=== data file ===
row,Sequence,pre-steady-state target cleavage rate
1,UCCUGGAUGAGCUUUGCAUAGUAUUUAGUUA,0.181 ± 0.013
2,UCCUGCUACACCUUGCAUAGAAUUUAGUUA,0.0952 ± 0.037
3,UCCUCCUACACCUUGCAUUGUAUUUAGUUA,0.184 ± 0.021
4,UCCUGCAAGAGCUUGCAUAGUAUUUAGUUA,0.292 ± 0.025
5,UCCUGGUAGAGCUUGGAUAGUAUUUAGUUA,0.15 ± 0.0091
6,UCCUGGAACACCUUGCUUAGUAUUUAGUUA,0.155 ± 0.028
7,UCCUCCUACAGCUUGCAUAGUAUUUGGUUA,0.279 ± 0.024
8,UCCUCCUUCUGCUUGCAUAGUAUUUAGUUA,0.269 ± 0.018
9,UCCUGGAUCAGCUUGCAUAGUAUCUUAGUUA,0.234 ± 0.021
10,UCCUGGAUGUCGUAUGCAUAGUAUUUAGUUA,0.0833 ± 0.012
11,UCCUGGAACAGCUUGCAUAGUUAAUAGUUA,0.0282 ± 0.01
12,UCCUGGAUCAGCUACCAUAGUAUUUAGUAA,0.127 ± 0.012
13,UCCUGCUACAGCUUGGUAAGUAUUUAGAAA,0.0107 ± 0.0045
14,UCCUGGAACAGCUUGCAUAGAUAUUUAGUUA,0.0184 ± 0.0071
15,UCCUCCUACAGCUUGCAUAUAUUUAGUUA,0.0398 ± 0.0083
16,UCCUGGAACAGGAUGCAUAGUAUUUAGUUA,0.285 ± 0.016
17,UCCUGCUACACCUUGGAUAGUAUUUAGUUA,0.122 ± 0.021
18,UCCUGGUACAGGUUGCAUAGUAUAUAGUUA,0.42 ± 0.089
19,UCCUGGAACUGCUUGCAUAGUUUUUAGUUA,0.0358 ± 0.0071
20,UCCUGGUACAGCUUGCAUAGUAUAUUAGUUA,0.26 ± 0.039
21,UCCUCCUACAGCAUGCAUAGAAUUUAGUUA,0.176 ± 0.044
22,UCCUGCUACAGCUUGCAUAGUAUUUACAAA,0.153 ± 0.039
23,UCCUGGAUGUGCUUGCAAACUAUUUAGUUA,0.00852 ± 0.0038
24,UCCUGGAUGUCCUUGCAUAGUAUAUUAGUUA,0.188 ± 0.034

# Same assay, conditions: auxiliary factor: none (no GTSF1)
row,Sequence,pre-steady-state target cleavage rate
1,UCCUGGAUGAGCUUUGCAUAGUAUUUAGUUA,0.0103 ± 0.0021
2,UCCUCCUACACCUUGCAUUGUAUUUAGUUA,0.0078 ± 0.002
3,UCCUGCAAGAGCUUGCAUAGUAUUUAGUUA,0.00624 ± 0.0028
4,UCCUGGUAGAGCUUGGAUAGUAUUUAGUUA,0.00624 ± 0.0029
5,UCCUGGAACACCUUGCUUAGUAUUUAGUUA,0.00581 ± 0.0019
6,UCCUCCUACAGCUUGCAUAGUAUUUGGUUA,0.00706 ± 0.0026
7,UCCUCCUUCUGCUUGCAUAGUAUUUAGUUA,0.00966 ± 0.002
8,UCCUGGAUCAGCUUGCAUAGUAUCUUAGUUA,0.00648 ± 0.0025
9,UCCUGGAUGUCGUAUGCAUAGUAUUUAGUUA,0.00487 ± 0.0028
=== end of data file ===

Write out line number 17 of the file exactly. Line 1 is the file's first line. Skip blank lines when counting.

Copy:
16,UCCUGGAACAGGAUGCAUAGUAUUUAGUUA,0.285 ± 0.016